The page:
Good morning y’all. Hope your weekend was as fantastic as mine was. Yesterday I finally made it down to the Taft Museum to check out their exhibition of Edward Curtis photographs. Curtis spent 30 years in the early part of the 1900s photographing Native American tribes across the West. His work is technically stunning and in some ways, pretty problematic, contributing to some stereotypes and perceptions of Native peoples as a “vanishing race” living bygone lifestyles. The exhibit is interesting— the photographs are beautiful and the underlying questions they bring up are worth wrestling with.
Anyway, this isn’t morning art blabbering, it’s morning news. So let’s talk news, eh? The thing that caught my eye around town today is this story about the former King Records site in Evanston. I’ve been hearing buzz that part of it might be in danger, and turns out that may be true. The owner of one of the buildings at the historic site, which hosted early recording sessions by James Brown and a number of other significant musicians, has applied for a permit to demolish the structure. That’s led to an outcry from historic preservationists, music historians and general boosters for Cincinnati. The city’s planning commission Friday declared the site a local historic landmark, echoing a similar declaration by the city’s Historic Conservation Board. City Council has to give final approval to the designation, which it could do next month. In the meantime, the owner’s demolition permit application is on hold. Will the city be able to save this historic landmark, which could cost up to half a million dollars to stabilize? We’ll see.
• Stressed about pollution? Take a deep breath. Or maybe, uh, don’t. A new report says Cincinnati is among the worst cities in the country when it comes to air quality. Website 24/7 Wall St. analyzed air quality data from the American Lung Association and determined that the Greater Cincinnati metropolitan area is the eighth worst in the country for air pollution. The report compares the area to California’s central valley region, which landed seven cities in the bottom 10 of the air quality list. Like that region, Cincinnati is in a valley and has fairly high traffic volumes. But that’s not the only culprit here: coal plants play a big role in air pollution around Cincinnati, the ALA suggests. Take heart, though. We’re not the only Ohio city on the list. Cleveland came in at number 10 in the most polluted air ranking.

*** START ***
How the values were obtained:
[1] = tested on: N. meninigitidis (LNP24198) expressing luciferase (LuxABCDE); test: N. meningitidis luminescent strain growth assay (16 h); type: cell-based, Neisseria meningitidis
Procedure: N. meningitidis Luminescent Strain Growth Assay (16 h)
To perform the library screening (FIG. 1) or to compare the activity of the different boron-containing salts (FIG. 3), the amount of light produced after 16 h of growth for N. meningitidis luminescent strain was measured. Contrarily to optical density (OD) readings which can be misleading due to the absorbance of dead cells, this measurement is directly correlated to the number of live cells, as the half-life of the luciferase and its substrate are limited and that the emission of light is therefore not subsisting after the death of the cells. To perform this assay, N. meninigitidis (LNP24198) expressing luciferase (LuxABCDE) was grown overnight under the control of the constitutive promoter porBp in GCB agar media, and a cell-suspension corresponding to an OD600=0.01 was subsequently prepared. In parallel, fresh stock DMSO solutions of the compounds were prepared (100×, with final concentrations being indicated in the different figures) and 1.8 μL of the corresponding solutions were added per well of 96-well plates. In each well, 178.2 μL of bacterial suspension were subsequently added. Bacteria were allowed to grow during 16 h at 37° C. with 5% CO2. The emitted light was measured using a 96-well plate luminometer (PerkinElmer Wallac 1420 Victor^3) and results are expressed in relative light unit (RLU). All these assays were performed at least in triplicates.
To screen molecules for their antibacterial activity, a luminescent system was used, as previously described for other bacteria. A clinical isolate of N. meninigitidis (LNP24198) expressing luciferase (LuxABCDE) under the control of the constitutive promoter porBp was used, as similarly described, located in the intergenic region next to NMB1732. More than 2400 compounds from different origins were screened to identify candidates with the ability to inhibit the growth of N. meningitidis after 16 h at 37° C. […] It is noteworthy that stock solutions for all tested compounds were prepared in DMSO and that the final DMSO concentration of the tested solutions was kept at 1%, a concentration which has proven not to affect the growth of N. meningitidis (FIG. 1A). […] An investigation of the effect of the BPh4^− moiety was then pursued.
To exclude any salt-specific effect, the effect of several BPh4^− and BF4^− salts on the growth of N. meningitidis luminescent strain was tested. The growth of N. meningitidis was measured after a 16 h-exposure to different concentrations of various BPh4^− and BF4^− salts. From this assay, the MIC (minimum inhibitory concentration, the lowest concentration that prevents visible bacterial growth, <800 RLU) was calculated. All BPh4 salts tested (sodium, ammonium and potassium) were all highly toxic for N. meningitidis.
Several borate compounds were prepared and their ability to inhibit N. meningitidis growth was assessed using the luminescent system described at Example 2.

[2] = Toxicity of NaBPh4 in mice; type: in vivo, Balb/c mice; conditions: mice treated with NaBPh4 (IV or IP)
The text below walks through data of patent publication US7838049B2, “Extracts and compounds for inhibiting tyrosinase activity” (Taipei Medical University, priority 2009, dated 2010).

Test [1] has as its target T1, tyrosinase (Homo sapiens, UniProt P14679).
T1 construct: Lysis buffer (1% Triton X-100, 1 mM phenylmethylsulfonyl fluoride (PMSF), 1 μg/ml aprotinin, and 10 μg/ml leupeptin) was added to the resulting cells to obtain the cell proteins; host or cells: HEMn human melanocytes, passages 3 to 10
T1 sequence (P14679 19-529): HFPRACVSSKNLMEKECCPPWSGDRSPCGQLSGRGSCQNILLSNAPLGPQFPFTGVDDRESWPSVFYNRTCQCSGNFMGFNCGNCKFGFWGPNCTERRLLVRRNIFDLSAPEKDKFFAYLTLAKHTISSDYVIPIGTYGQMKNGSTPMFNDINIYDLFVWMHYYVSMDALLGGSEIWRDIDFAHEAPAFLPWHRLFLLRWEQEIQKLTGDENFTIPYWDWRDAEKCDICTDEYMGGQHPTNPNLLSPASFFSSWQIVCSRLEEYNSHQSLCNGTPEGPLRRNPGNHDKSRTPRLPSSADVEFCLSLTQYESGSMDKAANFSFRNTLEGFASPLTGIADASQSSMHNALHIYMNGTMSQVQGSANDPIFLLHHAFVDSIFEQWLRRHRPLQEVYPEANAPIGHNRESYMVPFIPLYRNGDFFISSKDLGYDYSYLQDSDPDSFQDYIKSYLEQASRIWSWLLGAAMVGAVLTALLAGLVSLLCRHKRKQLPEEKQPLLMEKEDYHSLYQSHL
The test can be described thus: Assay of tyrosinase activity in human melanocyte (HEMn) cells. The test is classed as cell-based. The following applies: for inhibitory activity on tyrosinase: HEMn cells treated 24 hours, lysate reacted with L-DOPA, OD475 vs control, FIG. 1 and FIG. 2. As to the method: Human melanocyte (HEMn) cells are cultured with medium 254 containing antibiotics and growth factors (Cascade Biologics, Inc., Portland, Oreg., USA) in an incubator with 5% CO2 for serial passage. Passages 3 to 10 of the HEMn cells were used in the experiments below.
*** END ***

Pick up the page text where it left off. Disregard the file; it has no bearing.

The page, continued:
• So there’s a new interchange going in on I-71 into Walnut Hills and Avondale, and the State of Ohio has purchased millions in property near the future on and off ramps. Specifically, the state has spent nearly $4 million on 83 parcels of land around the project. When all is said and done, the state will have purchased 140 pieces of property, officials say. That’s part of a bigger land-buying frenzy in the historically low-income neighborhoods. The $106 million interchange looks likely to change the face of the area around Martin Luther King Jr. Blvd. and Reading Road, with new development featuring a proposed tech corridor and other big developments. We first reported on the interchange last year. Stay tuned for more updates on how the development will affect Avondale, Corryville and Walnut Hills.
• Here’s your daily dose of Kasich news: does the Ohio governor and GOP presidential hopeful talk straight on the campaign trail when it comes to Ohio’s economy? Not quite, according to some fact checkers. A recent Washington Post article dug into some of Kasich’s favorite claims about his role in Ohio’s economic recovery and issued one and two-pinocchio ratings (some shading of the facts and significant omissions/exaggerations, respectively) about his claims. Kasich’s claim that Ohio was “$8 billion in the hole” when he took office, for instance, doesn’t stand up to scrutiny, according to the Post article. The state’s actual budget for the year Kasich took office saw significant revenue increases from an economic recovery that began before Kasich’s term, leading to significantly less shortfall than Kasich’s claim.
• Speaking of Kasich, we live in a world where I can say the following and it’s not just some vulgar joke I would text to my friends but actual (debatable) news: Deez Nuts has endorsed Ohio Gov. John Kasich in the GOP presidential primary. Deez Nuts is the name assumed by a 15-year-old Iowa farm boy who somehow raked in 9 percent of the vote in a recent poll of that primary state. Mr. Nuts has also endorsed U.S. Sen. Bernie Sanders in the Democratic primary. He is of course endorsing himself for the general election.
• Finally, in other GOP primary news, former Florida Gov. Jeb Bush was in Ohio recently courting the tea party and the Koch Brothers at the billionaire industrialists' Americans for Prosperity Summit. Bush promised to uphold the staunch conservative values of slashing government spending and you know, making it easier for rich folks to get richer at the summit. The event in Columbus drew a big group of conservative activists as well as a large number of protesters.
Old, new, weird or blue – I can’t get enough.
“Thunder Clatter” – Wild Cub